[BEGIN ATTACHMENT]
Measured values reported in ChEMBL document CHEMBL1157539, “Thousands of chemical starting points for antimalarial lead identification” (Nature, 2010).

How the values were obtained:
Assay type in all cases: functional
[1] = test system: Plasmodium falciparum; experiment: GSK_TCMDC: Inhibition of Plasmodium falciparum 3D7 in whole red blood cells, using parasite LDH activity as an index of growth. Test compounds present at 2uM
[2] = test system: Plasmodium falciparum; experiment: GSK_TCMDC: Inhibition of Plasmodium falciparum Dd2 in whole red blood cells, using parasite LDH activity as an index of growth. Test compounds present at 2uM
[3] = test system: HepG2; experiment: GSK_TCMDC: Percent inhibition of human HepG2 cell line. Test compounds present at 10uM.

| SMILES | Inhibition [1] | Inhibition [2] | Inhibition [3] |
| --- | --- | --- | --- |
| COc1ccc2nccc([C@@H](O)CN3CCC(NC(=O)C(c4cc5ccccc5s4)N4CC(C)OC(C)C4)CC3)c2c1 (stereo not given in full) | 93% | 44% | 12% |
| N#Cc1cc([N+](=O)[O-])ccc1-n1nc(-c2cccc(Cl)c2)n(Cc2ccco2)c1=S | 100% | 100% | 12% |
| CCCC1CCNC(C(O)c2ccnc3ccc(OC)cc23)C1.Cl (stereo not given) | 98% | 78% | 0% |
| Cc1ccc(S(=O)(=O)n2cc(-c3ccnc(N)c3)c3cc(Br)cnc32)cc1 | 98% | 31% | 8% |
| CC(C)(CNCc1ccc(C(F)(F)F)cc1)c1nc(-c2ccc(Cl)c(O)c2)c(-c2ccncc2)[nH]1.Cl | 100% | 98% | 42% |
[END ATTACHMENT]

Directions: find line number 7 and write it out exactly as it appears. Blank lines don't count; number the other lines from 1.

| SMILES | Inhibition [1] | Inhibition [2] | Inhibition [3] |